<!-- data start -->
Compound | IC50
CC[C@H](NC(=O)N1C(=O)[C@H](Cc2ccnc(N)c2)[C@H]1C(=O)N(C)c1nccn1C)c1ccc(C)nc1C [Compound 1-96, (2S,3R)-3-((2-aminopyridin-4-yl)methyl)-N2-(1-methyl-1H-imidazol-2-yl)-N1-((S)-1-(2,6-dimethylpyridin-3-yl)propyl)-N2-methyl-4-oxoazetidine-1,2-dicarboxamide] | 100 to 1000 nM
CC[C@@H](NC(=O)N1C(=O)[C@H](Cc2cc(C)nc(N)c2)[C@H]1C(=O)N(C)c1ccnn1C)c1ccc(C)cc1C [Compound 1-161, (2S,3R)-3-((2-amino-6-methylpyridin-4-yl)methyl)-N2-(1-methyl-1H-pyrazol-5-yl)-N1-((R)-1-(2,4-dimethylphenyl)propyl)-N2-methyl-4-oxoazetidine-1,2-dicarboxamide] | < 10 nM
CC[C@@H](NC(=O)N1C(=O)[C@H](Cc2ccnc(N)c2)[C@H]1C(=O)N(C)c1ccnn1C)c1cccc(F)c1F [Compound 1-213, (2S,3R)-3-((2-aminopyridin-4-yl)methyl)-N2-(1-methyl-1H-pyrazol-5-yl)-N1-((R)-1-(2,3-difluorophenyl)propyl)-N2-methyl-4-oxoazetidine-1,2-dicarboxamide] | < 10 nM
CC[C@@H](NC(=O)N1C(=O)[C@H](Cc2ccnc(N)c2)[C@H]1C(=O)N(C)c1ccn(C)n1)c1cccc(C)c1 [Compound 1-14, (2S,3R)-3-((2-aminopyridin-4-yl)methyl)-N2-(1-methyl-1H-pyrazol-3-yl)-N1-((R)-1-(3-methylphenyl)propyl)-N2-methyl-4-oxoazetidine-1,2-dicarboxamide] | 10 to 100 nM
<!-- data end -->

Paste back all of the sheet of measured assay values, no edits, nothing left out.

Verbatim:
Compound | IC50
CC[C@H](NC(=O)N1C(=O)[C@H](Cc2ccnc(N)c2)[C@H]1C(=O)N(C)c1nccn1C)c1ccc(C)nc1C [Compound 1-96, (2S,3R)-3-((2-aminopyridin-4-yl)methyl)-N2-(1-methyl-1H-imidazol-2-yl)-N1-((S)-1-(2,6-dimethylpyridin-3-yl)propyl)-N2-methyl-4-oxoazetidine-1,2-dicarboxamide] | 100 to 1000 nM
CC[C@@H](NC(=O)N1C(=O)[C@H](Cc2cc(C)nc(N)c2)[C@H]1C(=O)N(C)c1ccnn1C)c1ccc(C)cc1C [Compound 1-161, (2S,3R)-3-((2-amino-6-methylpyridin-4-yl)methyl)-N2-(1-methyl-1H-pyrazol-5-yl)-N1-((R)-1-(2,4-dimethylphenyl)propyl)-N2-methyl-4-oxoazetidine-1,2-dicarboxamide] | < 10 nM
CC[C@@H](NC(=O)N1C(=O)[C@H](Cc2ccnc(N)c2)[C@H]1C(=O)N(C)c1ccnn1C)c1cccc(F)c1F [Compound 1-213, (2S,3R)-3-((2-aminopyridin-4-yl)methyl)-N2-(1-methyl-1H-pyrazol-5-yl)-N1-((R)-1-(2,3-difluorophenyl)propyl)-N2-methyl-4-oxoazetidine-1,2-dicarboxamide] | < 10 nM
CC[C@@H](NC(=O)N1C(=O)[C@H](Cc2ccnc(N)c2)[C@H]1C(=O)N(C)c1ccn(C)n1)c1cccc(C)c1 [Compound 1-14, (2S,3R)-3-((2-aminopyridin-4-yl)methyl)-N2-(1-methyl-1H-pyrazol-3-yl)-N1-((R)-1-(3-methylphenyl)propyl)-N2-methyl-4-oxoazetidine-1,2-dicarboxamide] | 10 to 100 nM